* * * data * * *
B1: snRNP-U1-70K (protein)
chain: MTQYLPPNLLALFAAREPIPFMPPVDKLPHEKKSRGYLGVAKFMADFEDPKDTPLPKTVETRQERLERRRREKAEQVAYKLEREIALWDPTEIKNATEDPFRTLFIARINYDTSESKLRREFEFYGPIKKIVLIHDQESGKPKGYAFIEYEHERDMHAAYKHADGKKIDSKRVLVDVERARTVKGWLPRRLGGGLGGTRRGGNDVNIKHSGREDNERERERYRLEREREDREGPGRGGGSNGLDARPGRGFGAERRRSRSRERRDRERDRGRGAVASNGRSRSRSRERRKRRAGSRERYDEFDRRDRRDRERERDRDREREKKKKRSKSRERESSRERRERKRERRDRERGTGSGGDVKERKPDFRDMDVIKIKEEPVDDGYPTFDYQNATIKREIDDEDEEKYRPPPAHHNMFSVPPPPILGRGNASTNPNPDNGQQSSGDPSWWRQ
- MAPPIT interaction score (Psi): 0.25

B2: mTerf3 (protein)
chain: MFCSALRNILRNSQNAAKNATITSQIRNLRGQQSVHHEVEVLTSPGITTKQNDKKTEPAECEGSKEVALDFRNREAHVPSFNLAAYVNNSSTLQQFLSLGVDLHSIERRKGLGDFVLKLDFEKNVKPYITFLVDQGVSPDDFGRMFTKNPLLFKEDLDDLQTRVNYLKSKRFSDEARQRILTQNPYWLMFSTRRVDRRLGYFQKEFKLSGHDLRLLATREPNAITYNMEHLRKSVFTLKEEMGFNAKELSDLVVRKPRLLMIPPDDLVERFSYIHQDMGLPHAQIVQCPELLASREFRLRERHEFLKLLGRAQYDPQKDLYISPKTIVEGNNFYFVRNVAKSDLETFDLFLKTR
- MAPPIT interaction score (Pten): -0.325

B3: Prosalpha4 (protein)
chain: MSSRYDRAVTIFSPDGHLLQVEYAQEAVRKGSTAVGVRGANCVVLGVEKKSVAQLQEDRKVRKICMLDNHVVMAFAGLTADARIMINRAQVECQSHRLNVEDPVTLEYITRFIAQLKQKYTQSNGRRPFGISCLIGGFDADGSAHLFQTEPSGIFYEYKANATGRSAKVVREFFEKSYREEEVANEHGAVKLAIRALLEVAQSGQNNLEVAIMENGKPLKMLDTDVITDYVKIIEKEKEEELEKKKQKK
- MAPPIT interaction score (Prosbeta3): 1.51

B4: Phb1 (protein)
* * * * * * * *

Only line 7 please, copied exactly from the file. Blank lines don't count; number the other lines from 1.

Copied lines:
B3: Prosalpha4 (protein)